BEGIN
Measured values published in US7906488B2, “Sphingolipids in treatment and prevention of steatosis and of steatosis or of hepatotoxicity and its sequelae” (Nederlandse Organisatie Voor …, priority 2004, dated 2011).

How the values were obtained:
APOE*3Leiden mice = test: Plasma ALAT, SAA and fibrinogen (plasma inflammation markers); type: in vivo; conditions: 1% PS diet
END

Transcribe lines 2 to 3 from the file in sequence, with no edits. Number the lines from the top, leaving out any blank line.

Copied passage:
How the values were obtained:
APOE*3Leiden mice = test: Plasma ALAT, SAA and fibrinogen (plasma inflammation markers); type: in vivo; conditions: 1% PS diet